Want an iPod on your run? Don’t take the video

Want an iPod on your run? Don’t take the video


We’ve all seen the hordes running, cycling, and aerobicizing while grooving to their iTunes. A new theory, however, says that if those iPod enthusiasts who take their music sources on their training endeavors with them aren’t using the smallest of the Pods, then they’re risking damage and possibly catastrophic failure.

The difference is in the method of memory storage. Those iPod videos and large-memory models have hard drives in them (duh), in order to store thousands of songs and hundreds of video files. Those hard drives are much more prone to difficulty when bumped or moved repeatedly—exactly the kind of activity that you would expect if you had one strapped to your forearm while doing a track workout. It is logical to think that too much movement can drive the hard disk out of sync, and eventually, self-destruct.

The nano and shuffle models of iPod, on the other hand, are USB flash drives that have no moving parts. You can bounce a shuffle around as much as you want and not hear a skip or risk memory loss. The drawback is that you can’t store a bazillion songs on one of these smaller models or watch a video; but if you’re running or at the gym, you probably won’t be wanting to watch video anyway.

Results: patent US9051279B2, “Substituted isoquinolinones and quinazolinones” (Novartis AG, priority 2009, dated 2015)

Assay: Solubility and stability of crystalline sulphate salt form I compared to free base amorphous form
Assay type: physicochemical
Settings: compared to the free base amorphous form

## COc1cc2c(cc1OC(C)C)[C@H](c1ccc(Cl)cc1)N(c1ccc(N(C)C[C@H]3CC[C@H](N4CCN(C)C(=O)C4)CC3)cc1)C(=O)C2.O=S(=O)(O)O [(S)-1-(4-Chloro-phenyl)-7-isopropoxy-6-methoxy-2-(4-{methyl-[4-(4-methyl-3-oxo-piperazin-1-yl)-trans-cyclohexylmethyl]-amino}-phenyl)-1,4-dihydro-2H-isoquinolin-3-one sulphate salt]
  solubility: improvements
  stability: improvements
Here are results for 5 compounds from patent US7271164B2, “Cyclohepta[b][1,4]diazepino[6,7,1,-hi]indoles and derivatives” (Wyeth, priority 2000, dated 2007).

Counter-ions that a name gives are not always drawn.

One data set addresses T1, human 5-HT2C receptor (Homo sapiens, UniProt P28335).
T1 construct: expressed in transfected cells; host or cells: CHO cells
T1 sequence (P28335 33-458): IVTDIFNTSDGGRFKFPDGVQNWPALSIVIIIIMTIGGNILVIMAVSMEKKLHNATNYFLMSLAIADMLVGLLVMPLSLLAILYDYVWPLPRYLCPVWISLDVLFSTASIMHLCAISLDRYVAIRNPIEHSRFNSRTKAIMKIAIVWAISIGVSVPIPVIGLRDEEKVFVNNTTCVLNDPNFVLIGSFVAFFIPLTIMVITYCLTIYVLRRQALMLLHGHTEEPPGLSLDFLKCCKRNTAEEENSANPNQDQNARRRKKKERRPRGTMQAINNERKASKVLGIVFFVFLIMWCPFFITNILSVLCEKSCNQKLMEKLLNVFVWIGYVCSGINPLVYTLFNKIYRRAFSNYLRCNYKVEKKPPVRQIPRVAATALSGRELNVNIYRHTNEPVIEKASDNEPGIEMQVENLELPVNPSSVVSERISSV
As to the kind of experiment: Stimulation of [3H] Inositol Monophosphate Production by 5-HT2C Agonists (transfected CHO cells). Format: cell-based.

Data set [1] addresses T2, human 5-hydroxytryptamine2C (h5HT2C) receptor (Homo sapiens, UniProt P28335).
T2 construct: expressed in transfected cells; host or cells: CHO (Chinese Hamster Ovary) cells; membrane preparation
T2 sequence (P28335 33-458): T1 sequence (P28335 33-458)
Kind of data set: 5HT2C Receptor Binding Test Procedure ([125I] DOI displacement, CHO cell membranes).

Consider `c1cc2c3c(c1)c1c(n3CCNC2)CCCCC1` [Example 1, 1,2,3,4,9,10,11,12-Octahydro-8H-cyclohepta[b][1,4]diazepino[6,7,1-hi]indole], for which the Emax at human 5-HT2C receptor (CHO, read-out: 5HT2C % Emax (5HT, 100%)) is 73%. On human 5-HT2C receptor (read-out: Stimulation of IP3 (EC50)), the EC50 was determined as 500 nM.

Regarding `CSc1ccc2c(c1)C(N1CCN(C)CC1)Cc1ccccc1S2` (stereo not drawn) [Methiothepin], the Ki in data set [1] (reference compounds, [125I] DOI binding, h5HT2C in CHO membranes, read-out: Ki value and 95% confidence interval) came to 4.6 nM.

The newly announced Nike+iPod Sport Kit is designed specifically for the iPod nano listener.

I, for one, can testify to the vulnerability of the larger iPod. I have one of the older, larger models. I used to run with it five days a week. Now, it just won’t work right. My nano, however, is still going strong thousands of miles later.